C          D*
    main       A C* D
    **** stack 4 ****
    D          print_stack*
    main       A C D*

Program Execution

Your program will begin by reading the function definitions and storing them. Once it has read all the function definitions, it will push main onto the call stack and start executing the "program" that the user just entered.

Implementation Hints

This program is the most complicated program that you have written thus far in the course. You will need two structs, one which will hold information about a function and one which will hold information about a stack frame. The struct that holds information about a function will need to keep track of the function's name and the list of functions that that function calls. The struct that holds information about a stack frame will need to keep track of the function's name and the function that it is currently calling.

You will need a couple data structures to implement this program:

  1. A list that keeps track of function information. The list nodes will point to the structs that contain information about a function.
  2. A stack that maintains the call stack. The stack elements will point to stack frame structs.

Finally here are a few implementation tips:

  1. To print a stack, you can pop each element off the stack, print it, and push it onto a second stack. Once your stack is empty (i.e., you have printed all the stack elements), you can restore the stack by popping all the elements off the second stack and pushing them back onto your stack. The pseudo code looks something like:
    // print the stack
    while (!empty(stack)) {
      stackElement = pop(stack);
      print stackElement;
      push(saveStack, stackElement);
    // restore the stack
    while (!empty(saveStack)) {
      stackElement = pop(saveStack)
      push(stack, stackElement);
    Try working through the pseudo-code with a small concrete stack, such as one that contains the elements (3, 6, 5, 4) and convince yourself that it works.

  2. Each stack frame will need to keep track of where it is in the list of functions called by the current function. For example, in the above example, main calls the functions A, C, and D. You need to keep track of which function main is calling, so that when that function returns, you can move to the next function in the list. For example, if I am currently calling C, then when C returns, I next need to call D. I am leaving it up to you to decide how to keep track of your function lists. Since you know the exact number of functions on the list, you may decide to malloc an array to store the function names. Alternatively you may decide to use a linked list. If you use an array, then your stack frame should keep an index into the array. In the above example, when main calls C, the stack frame for main would store the index 1. If you use a linked list, the stack frame would keep a pointer to the C's node in main's function list.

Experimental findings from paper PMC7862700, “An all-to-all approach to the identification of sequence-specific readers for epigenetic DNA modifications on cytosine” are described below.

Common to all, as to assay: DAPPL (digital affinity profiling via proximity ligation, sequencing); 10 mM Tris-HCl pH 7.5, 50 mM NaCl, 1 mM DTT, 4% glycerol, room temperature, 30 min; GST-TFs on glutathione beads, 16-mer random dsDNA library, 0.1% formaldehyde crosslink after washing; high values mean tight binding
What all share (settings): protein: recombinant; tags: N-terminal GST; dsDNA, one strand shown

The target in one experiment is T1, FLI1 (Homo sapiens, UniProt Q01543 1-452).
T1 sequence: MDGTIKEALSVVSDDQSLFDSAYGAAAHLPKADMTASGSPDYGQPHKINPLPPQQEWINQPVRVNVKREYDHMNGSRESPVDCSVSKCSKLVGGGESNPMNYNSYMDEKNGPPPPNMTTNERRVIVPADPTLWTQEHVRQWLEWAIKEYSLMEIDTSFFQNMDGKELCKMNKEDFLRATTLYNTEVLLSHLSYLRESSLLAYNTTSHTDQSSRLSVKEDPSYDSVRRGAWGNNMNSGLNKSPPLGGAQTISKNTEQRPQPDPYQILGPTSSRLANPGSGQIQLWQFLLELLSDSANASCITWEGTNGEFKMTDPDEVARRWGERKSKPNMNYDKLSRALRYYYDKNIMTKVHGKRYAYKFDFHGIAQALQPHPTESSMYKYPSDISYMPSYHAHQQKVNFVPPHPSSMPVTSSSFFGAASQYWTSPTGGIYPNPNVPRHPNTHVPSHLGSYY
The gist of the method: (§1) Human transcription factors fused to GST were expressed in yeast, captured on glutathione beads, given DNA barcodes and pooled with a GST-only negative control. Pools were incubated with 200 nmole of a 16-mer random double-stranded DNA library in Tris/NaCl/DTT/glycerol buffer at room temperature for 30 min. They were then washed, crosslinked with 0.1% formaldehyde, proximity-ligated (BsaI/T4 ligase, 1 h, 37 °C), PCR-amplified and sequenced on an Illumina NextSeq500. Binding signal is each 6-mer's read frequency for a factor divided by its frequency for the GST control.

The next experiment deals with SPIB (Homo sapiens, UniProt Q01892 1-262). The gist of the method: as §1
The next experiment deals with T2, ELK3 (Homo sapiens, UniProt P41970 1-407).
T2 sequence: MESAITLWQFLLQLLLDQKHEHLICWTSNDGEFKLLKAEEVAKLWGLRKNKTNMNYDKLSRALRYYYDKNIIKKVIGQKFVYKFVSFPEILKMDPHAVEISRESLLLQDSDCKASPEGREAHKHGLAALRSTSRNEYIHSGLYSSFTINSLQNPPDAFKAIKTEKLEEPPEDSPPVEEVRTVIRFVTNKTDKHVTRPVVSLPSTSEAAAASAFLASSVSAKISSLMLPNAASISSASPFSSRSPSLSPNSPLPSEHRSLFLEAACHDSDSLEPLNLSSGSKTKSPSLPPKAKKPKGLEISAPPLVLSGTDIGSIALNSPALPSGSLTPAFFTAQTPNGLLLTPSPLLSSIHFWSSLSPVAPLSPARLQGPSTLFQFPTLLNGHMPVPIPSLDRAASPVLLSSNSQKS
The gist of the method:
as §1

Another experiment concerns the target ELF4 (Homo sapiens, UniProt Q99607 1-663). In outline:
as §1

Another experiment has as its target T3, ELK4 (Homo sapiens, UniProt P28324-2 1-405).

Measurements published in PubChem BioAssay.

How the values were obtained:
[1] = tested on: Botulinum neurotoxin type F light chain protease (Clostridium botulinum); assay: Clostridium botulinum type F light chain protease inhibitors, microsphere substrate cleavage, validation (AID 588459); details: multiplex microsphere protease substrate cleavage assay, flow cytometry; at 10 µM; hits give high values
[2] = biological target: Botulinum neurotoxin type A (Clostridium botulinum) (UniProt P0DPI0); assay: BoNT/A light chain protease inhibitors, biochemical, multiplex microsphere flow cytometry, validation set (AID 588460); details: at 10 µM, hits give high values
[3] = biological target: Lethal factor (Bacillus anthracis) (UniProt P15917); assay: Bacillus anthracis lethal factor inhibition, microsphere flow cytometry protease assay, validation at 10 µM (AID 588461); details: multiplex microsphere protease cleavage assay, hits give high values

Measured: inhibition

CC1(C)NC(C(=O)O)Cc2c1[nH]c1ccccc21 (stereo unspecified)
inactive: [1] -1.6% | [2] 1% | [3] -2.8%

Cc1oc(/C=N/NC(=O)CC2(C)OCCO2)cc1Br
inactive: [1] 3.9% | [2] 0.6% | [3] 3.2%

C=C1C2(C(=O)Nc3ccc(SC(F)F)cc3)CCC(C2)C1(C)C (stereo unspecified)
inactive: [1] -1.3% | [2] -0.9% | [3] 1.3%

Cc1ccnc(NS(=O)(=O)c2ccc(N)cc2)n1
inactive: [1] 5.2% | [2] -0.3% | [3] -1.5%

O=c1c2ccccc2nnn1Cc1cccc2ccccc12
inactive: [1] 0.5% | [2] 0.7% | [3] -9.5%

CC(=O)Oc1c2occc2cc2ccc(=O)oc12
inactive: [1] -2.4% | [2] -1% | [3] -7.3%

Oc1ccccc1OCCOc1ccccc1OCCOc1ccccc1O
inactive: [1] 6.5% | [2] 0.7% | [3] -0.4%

Input Assumptions and Program Format

  1. Place your code in a file named call_stack.c and your structs/typedefs in a file named call_stack.h.
  2. You must use the stack library, stack.h that I discussed in class. You can find the .h file in /home/bvz/cs140/include.
  3. Your program will take one command line argument, which is the name of the input file. You must use the fields library to read and process the input file.
  4. You will need to link in fields.o from /home/bvz/cs140/objs and stack.o from your own directory. If you are uncertain about whether or not your stack library is doing the right thing, you can also link in my stack.o file from /home/bvz/cs140/objs for testing purposes. Ultimately, however you must link in your own stack.o file.
  5. The input should always contain a function named main, which will be your starting function.
  6. You can find an executable at /home/bvz/cs140/labs/lab7/call_stack. If you have questions about how your program should behave or how it should format its output, check the executable.
  7. There are a number of test files in /home/bvz/cs140/labs/lab7, all starting with the prefix "stackTest". Do not assume that these files represent an exhaustive list of tests.

What to Submit

You will submit your design document in the lab when the TA calls for it. Submit the following source files:

  1. dllist.c
  2. photo_sorter.c
  3. stack.c
  4. call_stack.c and call_stack.h